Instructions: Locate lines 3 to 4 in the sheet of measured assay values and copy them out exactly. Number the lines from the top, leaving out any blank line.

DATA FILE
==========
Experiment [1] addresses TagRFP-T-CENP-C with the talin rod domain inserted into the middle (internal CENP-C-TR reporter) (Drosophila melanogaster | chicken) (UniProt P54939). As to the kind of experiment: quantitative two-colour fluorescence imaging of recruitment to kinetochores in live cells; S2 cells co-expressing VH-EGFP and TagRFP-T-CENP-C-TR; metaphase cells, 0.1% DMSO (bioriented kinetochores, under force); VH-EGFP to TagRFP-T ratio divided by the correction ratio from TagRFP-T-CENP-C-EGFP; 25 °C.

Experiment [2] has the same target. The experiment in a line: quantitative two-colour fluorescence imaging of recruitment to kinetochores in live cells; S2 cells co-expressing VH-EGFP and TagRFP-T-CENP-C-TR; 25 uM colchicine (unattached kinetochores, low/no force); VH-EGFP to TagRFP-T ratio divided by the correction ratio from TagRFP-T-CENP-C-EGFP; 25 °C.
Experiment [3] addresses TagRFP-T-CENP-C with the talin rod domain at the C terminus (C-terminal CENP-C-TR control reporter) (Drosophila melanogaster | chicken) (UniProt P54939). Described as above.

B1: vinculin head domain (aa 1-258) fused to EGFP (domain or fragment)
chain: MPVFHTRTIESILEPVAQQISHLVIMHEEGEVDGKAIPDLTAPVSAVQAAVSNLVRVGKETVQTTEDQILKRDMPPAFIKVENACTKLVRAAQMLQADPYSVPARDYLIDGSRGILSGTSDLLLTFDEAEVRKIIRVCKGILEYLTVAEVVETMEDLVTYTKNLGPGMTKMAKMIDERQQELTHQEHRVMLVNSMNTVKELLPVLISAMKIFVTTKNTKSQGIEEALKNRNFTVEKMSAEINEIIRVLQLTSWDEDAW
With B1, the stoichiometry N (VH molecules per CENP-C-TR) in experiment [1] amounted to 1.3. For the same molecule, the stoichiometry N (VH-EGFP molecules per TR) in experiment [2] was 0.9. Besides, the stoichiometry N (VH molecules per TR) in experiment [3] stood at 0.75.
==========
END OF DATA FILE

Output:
Experiment [3] addresses TagRFP-T-CENP-C with the talin rod domain at the C terminus (C-terminal CENP-C-TR control reporter) (Drosophila melanogaster | chicken) (UniProt P54939). Described as above.

B1: vinculin head domain (aa 1-258) fused to EGFP (domain or fragment)